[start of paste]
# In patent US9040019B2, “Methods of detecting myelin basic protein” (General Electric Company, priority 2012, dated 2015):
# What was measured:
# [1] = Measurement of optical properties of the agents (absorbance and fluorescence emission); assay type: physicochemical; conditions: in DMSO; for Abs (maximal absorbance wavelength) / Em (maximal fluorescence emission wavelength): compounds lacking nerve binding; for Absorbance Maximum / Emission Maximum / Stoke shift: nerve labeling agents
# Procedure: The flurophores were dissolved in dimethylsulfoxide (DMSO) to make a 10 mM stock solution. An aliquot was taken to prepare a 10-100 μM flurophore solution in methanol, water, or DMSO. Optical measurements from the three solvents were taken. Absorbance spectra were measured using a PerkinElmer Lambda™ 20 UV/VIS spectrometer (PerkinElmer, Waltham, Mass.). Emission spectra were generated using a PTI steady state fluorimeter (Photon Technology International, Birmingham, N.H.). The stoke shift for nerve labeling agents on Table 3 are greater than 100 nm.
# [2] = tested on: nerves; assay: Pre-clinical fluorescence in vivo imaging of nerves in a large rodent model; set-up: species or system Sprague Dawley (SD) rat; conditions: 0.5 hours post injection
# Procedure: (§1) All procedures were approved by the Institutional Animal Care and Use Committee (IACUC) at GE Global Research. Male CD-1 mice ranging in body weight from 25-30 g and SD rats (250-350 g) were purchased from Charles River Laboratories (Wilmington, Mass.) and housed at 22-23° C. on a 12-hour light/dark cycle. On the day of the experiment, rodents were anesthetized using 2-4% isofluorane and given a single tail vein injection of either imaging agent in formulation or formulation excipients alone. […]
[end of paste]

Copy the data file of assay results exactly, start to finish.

# In patent US9040019B2, “Methods of detecting myelin basic protein” (General Electric Company, priority 2012, dated 2015):
# What was measured:
# [1] = Measurement of optical properties of the agents (absorbance and fluorescence emission); assay type: physicochemical; conditions: in DMSO; for Abs (maximal absorbance wavelength) / Em (maximal fluorescence emission wavelength): compounds lacking nerve binding; for Absorbance Maximum / Emission Maximum / Stoke shift: nerve labeling agents
# Procedure: The flurophores were dissolved in dimethylsulfoxide (DMSO) to make a 10 mM stock solution. An aliquot was taken to prepare a 10-100 μM flurophore solution in methanol, water, or DMSO. Optical measurements from the three solvents were taken. Absorbance spectra were measured using a PerkinElmer Lambda™ 20 UV/VIS spectrometer (PerkinElmer, Waltham, Mass.). Emission spectra were generated using a PTI steady state fluorimeter (Photon Technology International, Birmingham, N.H.). The stoke shift for nerve labeling agents on Table 3 are greater than 100 nm.
# [2] = tested on: nerves; assay: Pre-clinical fluorescence in vivo imaging of nerves in a large rodent model; set-up: species or system Sprague Dawley (SD) rat; conditions: 0.5 hours post injection
# Procedure: (§1) All procedures were approved by the Institutional Animal Care and Use Committee (IACUC) at GE Global Research. Male CD-1 mice ranging in body weight from 25-30 g and SD rats (250-350 g) were purchased from Charles River Laboratories (Wilmington, Mass.) and housed at 22-23° C. on a 12-hour light/dark cycle. On the day of the experiment, rodents were anesthetized using 2-4% isofluorane and given a single tail vein injection of either imaging agent in formulation or formulation excipients alone. […]